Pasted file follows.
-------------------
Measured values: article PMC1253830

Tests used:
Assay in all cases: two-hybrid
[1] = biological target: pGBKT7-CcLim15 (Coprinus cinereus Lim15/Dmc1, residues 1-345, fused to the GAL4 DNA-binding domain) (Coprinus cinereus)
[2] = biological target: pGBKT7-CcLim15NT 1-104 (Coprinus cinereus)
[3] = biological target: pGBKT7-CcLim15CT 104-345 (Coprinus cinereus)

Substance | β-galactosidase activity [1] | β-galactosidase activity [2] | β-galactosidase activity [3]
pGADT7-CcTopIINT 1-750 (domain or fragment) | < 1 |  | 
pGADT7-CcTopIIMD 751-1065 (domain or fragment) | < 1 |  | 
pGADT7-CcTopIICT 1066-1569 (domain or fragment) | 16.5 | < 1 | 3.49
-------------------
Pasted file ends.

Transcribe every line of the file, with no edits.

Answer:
Measured values: article PMC1253830

Tests used:
Assay in all cases: two-hybrid
[1] = biological target: pGBKT7-CcLim15 (Coprinus cinereus Lim15/Dmc1, residues 1-345, fused to the GAL4 DNA-binding domain) (Coprinus cinereus)
[2] = biological target: pGBKT7-CcLim15NT 1-104 (Coprinus cinereus)
[3] = biological target: pGBKT7-CcLim15CT 104-345 (Coprinus cinereus)

Substance | β-galactosidase activity [1] | β-galactosidase activity [2] | β-galactosidase activity [3]
pGADT7-CcTopIINT 1-750 (domain or fragment) | < 1 |  | 
pGADT7-CcTopIIMD 751-1065 (domain or fragment) | < 1 |  | 
pGADT7-CcTopIICT 1066-1569 (domain or fragment) | 16.5 | < 1 | 3.49